Respected science journalist Jonathan O’Callaghan tweeted the following last week:

“Someone declined an interview with me because they said their discovery was “too small and not worth reporting.”

He went on to insist, “I told them it was cool!”

Where do your sympathies lie? You might applaud the honesty of the academic, heroically turning down the chance of headlines and column inches.

It just leaves me frustrated. Journalists don’t chase stories “too small and not worth reporting”. Often researchers absorbed in the detail and the process can’t see the bigger picture and the impact their work has (or might have) on the audience.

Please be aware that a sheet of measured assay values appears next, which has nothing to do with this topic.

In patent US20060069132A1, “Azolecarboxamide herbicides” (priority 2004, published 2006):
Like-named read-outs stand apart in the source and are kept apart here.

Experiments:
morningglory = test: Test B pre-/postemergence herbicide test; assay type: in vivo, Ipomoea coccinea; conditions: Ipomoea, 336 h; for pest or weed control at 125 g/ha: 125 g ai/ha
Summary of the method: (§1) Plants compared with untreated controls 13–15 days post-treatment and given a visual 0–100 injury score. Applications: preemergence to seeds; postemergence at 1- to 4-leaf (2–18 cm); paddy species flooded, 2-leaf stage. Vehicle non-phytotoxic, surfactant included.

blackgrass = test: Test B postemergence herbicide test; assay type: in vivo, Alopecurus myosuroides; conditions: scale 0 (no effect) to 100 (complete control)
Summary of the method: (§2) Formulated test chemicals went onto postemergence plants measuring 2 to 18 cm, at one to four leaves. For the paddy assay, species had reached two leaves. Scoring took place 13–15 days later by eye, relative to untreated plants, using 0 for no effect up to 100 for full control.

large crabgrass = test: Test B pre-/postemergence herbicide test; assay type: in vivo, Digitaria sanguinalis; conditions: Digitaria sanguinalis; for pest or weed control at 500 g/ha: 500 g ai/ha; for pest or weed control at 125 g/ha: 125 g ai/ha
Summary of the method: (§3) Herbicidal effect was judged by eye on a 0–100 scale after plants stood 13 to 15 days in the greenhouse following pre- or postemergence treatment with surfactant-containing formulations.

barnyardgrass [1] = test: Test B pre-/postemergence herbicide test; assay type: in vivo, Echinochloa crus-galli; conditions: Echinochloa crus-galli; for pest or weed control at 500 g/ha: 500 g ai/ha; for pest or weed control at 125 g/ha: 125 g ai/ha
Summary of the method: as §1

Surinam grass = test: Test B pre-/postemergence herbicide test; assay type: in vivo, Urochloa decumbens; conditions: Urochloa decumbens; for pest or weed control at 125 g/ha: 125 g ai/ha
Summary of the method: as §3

To be fair there’s a chance something else is going on here. O’Callaghan may be pursuing an unspoken angle that might portray the science in a negative light, but I very much doubt that’s the case.

If a journalist you respect (and that word is crucial) thinks what you are doing is newsworthy then go with them. They know how to do their job. Don’t sensationalise, don’t distort, and root what you’re doing in the audience’s world.